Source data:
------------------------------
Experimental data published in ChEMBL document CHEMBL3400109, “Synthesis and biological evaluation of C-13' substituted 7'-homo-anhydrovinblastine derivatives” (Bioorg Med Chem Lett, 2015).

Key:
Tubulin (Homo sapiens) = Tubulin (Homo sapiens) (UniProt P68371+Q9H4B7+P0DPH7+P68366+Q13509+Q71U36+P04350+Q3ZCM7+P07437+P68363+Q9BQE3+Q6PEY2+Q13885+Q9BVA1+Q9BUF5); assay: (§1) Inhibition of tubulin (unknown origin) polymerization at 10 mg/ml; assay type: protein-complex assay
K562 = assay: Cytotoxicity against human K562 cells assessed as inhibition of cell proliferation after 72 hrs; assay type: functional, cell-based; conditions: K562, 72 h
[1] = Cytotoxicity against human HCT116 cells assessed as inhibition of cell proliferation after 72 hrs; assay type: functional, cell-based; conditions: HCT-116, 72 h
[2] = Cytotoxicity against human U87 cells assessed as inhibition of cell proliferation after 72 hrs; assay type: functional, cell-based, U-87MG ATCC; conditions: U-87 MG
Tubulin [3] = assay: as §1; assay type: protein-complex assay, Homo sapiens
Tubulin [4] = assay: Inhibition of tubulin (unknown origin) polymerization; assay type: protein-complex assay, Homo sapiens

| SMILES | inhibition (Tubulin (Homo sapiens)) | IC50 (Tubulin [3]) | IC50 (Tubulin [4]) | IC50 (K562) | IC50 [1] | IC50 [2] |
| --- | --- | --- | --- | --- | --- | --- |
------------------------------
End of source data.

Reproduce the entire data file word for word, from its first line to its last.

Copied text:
Experimental data published in ChEMBL document CHEMBL3400109, “Synthesis and biological evaluation of C-13' substituted 7'-homo-anhydrovinblastine derivatives” (Bioorg Med Chem Lett, 2015).

Key:
Tubulin (Homo sapiens) = Tubulin (Homo sapiens) (UniProt P68371+Q9H4B7+P0DPH7+P68366+Q13509+Q71U36+P04350+Q3ZCM7+P07437+P68363+Q9BQE3+Q6PEY2+Q13885+Q9BVA1+Q9BUF5); assay: (§1) Inhibition of tubulin (unknown origin) polymerization at 10 mg/ml; assay type: protein-complex assay
K562 = assay: Cytotoxicity against human K562 cells assessed as inhibition of cell proliferation after 72 hrs; assay type: functional, cell-based; conditions: K562, 72 h
[1] = Cytotoxicity against human HCT116 cells assessed as inhibition of cell proliferation after 72 hrs; assay type: functional, cell-based; conditions: HCT-116, 72 h
[2] = Cytotoxicity against human U87 cells assessed as inhibition of cell proliferation after 72 hrs; assay type: functional, cell-based, U-87MG ATCC; conditions: U-87 MG
Tubulin [3] = assay: as §1; assay type: protein-complex assay, Homo sapiens
Tubulin [4] = assay: Inhibition of tubulin (unknown origin) polymerization; assay type: protein-complex assay, Homo sapiens

| SMILES | inhibition (Tubulin (Homo sapiens)) | IC50 (Tubulin [3]) | IC50 (Tubulin [4]) | IC50 (K562) | IC50 [1] | IC50 [2] |
| --- | --- | --- | --- | --- | --- | --- |